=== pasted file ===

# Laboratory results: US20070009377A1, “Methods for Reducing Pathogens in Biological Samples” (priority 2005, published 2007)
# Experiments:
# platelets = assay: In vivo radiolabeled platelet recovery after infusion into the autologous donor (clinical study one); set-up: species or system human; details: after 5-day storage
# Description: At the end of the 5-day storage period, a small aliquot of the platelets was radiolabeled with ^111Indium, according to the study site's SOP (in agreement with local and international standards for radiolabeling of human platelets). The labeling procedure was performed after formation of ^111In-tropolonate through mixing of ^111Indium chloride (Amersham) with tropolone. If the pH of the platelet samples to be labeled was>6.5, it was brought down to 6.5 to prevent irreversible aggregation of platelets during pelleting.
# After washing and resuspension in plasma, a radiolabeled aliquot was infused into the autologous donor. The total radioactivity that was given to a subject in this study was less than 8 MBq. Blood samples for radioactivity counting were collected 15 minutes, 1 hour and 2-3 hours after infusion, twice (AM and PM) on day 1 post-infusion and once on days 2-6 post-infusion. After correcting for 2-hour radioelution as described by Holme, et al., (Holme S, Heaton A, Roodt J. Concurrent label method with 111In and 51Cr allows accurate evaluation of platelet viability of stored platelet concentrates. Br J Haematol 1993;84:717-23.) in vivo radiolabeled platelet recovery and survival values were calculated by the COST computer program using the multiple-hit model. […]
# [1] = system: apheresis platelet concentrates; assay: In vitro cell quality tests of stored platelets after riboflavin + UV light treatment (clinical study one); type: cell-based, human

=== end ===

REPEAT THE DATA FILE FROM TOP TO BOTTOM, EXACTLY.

# Laboratory results: US20070009377A1, “Methods for Reducing Pathogens in Biological Samples” (priority 2005, published 2007)
# Experiments:
# platelets = assay: In vivo radiolabeled platelet recovery after infusion into the autologous donor (clinical study one); set-up: species or system human; details: after 5-day storage
# Description: At the end of the 5-day storage period, a small aliquot of the platelets was radiolabeled with ^111Indium, according to the study site's SOP (in agreement with local and international standards for radiolabeling of human platelets). The labeling procedure was performed after formation of ^111In-tropolonate through mixing of ^111Indium chloride (Amersham) with tropolone. If the pH of the platelet samples to be labeled was>6.5, it was brought down to 6.5 to prevent irreversible aggregation of platelets during pelleting.
# After washing and resuspension in plasma, a radiolabeled aliquot was infused into the autologous donor. The total radioactivity that was given to a subject in this study was less than 8 MBq. Blood samples for radioactivity counting were collected 15 minutes, 1 hour and 2-3 hours after infusion, twice (AM and PM) on day 1 post-infusion and once on days 2-6 post-infusion. After correcting for 2-hour radioelution as described by Holme, et al., (Holme S, Heaton A, Roodt J. Concurrent label method with 111In and 51Cr allows accurate evaluation of platelet viability of stored platelet concentrates. Br J Haematol 1993;84:717-23.) in vivo radiolabeled platelet recovery and survival values were calculated by the COST computer program using the multiple-hit model. […]
# [1] = system: apheresis platelet concentrates; assay: In vitro cell quality tests of stored platelets after riboflavin + UV light treatment (clinical study one); type: cell-based, human